H&M Lodges A Lawsuit Against Wildfox, Claiming Its Own “Wildfox” Sweatshirt Isn’t Confusing

Fast fashion retailer H&M has asked the US District Court for the Southern District of New York to rule that it is not running afoul of federal trademark law for marketing and selling a sweatshirt containing the words“Toronto Wildfox".

The complaint for declaratory judgment was filed in New York federal court on Monday, October 16.

According to H&M, clothing company Wildfox had sent a cease & desist letter on September 15 threatening legal action if H&M did not withdraw its ‘Wildfox’ range of clothing.

The lawyer of H&M had responded to Wildfox's letter on October 2, 2017, showing that based on its usage of the word "Wildfox" in a "decorative" manner and not as an indicator of source (as a trademark), "the public consumers would not associate the H&M Design with the trademark of Wildfox."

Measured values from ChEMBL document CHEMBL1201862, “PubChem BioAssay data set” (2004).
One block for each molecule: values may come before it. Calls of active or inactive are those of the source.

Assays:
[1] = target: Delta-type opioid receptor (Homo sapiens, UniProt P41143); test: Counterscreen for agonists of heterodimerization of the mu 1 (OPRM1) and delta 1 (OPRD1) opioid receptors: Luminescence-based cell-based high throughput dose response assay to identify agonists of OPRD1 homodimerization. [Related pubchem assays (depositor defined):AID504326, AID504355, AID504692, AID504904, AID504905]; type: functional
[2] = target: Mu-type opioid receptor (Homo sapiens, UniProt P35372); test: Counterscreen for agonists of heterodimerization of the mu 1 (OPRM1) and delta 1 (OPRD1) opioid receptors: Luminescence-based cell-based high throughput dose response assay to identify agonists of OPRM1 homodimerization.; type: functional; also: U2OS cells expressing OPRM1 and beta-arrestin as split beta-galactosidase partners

H&M went on to say that Wildfox's“illegal demands and threats have placed a cloud over H&M's rights to continue selling the H&M Motif Sweatshirt, and the company wants the court to declare it has not infringed and for Wildfox to pay costs and attorneys’ fees. Jimmy Sommers – the founder of Wildfox told that “this is a textbook example of a global retailer stomping on the trademark rights of a much smaller brand. H&M – which has a history of copying other people’s creative works – is using an exact copy of the WILDFOX trademark, and is nonetheless, suing Wildfox in response to our request that they stop using & selling a counterfeit Wildfox product.”Wildfox is a California-based fashion outlet, who owns US trademark number 4,093,309 for ‘Wildfox’ in international class 25 for use in connection with “bottoms, dresses, jackets, scarves, swimwear, and tops".